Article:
Monday, September 3, 2012

The Triumphs of Orson Welles



Here's a link to a fun post by Edward Benjamin called 10 Triumphs Of Orson Welles. It trumpets one of my favorite causes--the fight against the idea that Welles was some kind of one-trick pony (that pony's name being Charles Foster Kane). I've been over this ground a lot in this space, so I won't re-preach that particular gospel again, but I would like to add five favorite Welles projects to the list of his accomplishments.

 1. THE TRIAL- Welles does Kafka. The results are a hypnotic (and subtly hilarious) artistic fusion. I can't stress enough how much I love this movie.

2. F FOR FAKE- Welles reinvents the documentary as a surrealist essay on art and expertise. A bizarre film, wholly unlike anything else you've ever seen.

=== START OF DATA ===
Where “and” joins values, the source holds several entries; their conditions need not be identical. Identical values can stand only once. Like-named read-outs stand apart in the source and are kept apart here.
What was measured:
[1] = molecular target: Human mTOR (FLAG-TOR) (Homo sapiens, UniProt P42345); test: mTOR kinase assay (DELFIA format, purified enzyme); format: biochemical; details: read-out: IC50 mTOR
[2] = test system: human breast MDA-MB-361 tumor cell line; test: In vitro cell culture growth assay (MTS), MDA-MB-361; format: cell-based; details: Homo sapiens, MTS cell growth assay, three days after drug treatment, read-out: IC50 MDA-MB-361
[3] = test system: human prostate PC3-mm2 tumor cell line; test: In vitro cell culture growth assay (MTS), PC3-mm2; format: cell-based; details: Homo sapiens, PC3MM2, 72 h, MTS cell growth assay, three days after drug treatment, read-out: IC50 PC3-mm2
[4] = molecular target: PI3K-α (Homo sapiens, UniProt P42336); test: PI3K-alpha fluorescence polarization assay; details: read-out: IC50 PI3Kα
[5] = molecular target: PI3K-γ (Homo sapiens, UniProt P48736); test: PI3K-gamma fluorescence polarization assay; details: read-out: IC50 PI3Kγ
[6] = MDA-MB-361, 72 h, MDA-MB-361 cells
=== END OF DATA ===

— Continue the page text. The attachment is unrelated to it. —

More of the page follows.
3. TOUCH OF EVIL His pulp masterpiece. Classic American noir never got this insane again (for that, you have to go to Japan).

4. THIS IS ORSON WELLES- His interview book with Peter Bogdanovich. Occasionally, people will ask me where they should start their reading about Welles. This book is a treasure, like sitting with the man himself while he sips wine and tells stories.

5. The closing argument in COMPULSION- Welles wasn't really needed in Richard Fleischer's haunting film treatment of the Leopold and Loeb murder case--the murderers themselves are the real show--but he's brought in halfway through as their defense attorney because someone felt the movie needed a protagonist who isn't a child-killing sociopath.  Nevertheless, Welles is absolutely mesmerizing in his final speech, a testament to what an effective screen presence he could be.

1 comment:

Todd Mason said...

Hell, Welles manages to be compulsively watchable in even the likes of CASINO ROYALE...and he nudged the third segment of THREE CASES OF MURDER over from quite good to memorable.